Posted by on 1/25/2021 to Let's Talk Soaping
This is Ex"tractly" What I was Looking for. Pumpkin Seed Extract in Bath & Beauty Products | For the Skin
Fall is around the corner, and all that comes with it. You guessed it, Pumpkins! Pumpkin spice, pumpkin pie, pumpkin seeds, pumpkin coffee, pumpkin donuts, and even pumpkin Twinkies, yum.
Funny thing is, as it turns up more and more in the food and beverage world it's also popping up in skin peels, masks, creams and body lotions, according to Allure.
So is there some secret ingredient or chemical compound in pumpkin to give you more beautiful, vibrant skin, is the question?
In this post, we'll touch on pumpkin and pumpkin seed extract/oil, discussing the data and information that it out there in reference to it's benefits for the skin and body.
Heck maybe you'll be using pumpkin all year around!
Related Article: This is Ex"tractly" What I was Looking for. Green Tea Extract Benefits for the Skin
What is Pumpkin Seed Extract or Oil (PSO)?
Color: Varies. Red/Amber to orange. Even dark green coloration
Commonly used for: Cooking and/or Health Supplementation
Normal Usage: Up to 7% of total weight in soap/lotion/conditioner/scrubs/Bath bombs
Popular Nutrients: omega-6 fatty acid, omega-3 fatty acid, sterols, vitamin E, Vitamin C, carotenoids, zinc
Where does it come from: Pumpkin seed extract is a concentrated form of natural pumpkins. This substance is usually taken from pumpkin seeds and pulp via cold pressing into a liquid. Pumpkin seed oil is also known as pepita oil.
You can find pumpkin extract in your favorite coffees and foods, but this type of extract is also found in bath and beauty products nowadays. This ranges from pumpkin-scented lotions and soaps to pumpkin face masks and scrubs.
Top Pumpkin Extract Benefits For The Skin:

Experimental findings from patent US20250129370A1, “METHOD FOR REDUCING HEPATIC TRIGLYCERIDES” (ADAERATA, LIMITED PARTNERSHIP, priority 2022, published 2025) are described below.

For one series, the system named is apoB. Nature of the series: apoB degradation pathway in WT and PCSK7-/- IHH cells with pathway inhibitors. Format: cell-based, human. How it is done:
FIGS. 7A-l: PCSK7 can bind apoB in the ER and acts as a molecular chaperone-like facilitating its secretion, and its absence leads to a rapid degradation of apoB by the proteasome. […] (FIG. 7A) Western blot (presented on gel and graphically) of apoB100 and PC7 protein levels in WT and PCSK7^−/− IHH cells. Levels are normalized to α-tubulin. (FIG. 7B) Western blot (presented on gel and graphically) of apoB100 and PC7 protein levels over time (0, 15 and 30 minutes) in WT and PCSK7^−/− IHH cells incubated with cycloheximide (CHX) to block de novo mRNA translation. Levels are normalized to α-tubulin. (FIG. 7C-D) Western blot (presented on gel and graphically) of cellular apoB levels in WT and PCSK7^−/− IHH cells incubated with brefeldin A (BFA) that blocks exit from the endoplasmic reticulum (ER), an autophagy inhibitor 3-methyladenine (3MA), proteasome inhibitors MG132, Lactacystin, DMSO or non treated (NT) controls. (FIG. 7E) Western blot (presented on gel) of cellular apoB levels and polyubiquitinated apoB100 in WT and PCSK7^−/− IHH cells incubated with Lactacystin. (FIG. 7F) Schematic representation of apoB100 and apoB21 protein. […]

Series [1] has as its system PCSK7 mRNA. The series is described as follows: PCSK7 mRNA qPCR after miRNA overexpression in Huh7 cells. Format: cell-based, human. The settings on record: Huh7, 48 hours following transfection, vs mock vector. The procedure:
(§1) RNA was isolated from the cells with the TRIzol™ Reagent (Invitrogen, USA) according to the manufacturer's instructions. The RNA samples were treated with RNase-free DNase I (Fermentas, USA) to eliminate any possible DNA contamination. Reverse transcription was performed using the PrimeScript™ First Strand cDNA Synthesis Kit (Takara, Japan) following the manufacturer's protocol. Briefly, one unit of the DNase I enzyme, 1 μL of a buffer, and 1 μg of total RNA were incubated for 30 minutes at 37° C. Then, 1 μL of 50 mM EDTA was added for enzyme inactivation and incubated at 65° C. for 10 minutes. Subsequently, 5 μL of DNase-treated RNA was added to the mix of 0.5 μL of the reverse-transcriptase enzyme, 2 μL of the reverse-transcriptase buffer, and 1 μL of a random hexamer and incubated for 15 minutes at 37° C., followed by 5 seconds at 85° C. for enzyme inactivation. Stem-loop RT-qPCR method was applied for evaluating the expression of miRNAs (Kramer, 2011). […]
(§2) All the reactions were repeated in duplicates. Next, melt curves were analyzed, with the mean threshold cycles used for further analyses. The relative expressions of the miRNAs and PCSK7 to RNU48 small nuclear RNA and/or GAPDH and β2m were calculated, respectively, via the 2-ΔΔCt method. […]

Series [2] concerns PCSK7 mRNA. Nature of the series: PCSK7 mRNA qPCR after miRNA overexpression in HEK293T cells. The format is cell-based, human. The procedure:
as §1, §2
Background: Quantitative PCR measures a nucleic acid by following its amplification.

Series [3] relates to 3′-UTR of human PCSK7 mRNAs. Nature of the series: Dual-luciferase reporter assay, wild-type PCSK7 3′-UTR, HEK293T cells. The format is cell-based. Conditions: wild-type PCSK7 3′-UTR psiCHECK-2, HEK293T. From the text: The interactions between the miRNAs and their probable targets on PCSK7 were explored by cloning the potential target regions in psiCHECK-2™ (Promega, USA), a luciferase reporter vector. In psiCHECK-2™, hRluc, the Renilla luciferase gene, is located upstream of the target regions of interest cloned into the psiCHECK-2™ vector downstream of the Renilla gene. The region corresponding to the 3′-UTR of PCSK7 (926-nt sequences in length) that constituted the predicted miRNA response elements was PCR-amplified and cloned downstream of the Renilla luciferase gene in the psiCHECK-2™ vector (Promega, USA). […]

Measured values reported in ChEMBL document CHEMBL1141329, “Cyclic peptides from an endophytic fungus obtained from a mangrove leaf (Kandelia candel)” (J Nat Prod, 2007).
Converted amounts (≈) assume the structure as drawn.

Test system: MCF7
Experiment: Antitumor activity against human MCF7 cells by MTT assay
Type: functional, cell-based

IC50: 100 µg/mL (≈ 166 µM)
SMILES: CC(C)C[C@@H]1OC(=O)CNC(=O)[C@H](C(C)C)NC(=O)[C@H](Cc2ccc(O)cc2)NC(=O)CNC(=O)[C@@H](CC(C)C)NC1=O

1. Hair Growth?
One of the most popular uses and facts about pumpkin seed oil is it's linkages and effects on hair growth. There are multiple studies out there, like this one in 2014, which after 24 weeks, showed mean hair count increased by 40% with a group of male patients (receiving 400mg PSO) versus a placebo group.
An animal study in 2019 also showed hair growth promotion with the used of PSO.
2. Helps Hydrate The Skin/Moisturizer
Pumpkin extract beauty and bath products can help moisturize the skin and keep it properly hydrated. This is because pumpkin extract has natural fats and nutrients that keep your skin well protected and properly maintained. With this extra layer of security, moisture tends to be held in the skin more easily!
This concept has a lot to do with the essential fatty acids that make up the pressed oil, which can serve multiple benefits. Number one they help to moisturize, but number two is that they won't leave your skin feeling overly greasy, like other oils can.
3. Skin Elasticity:
Components of pumpkin seed oil like zinc and vitamin C also help with production of collagen. Collagen as well as other elastin fibers are important for skin tone, tightness and keeping skin feeling and looking young, overall.
4. Exfoliates Your Skin
Pumpkin extract might not seem like much of an exfoliator. However, some research has shown that pumpkin extract can help exfoliate the skin, maybe not in the conventional way you're thinking. Pumpkin extract have certain enzymes that to break down proteins and hence get rid of dead skin.
5. Helps with Inflammation and Bacteria Growth
Finally, if you have sensitive skin and are prone to breakouts, topical application may be able to help. In fact there are several plant based oils that can help with inflammation associated with acne. On top of helping with inflammation, pumpkin oil has also been linked to having antibacterial properties.
Research in 2018, showed pumpkin seed oil not only performed as an anti-inflammatory agent for the short term, but also for chronic inflammatory processes.
Specific compounds in the oil, like vitamin E and Vitamin C are also known antioxidants, so it makes sense that this would help to give the skin some sort of protection and barrier to some bacteria.
Other studies on rats, like one in 2016 showed that pumpkin seed oil has a promising outlook on healing wounds in animal assays.
It's important that many of these plant based oils be studied and experimented with more, as one study (1999) on staph aureus reveled that pumpkin oil in fact did not inhibit growth at it's highest concentration.
It doesn't seem studies have highlighted or shown a full spectrum of what types of bacteria pumpkin oil would be effective against.
Thanks again for stopping by, please be sure to share your experiences with pumpkin oil and products that you may have tried with some element of pumpkin incorporated!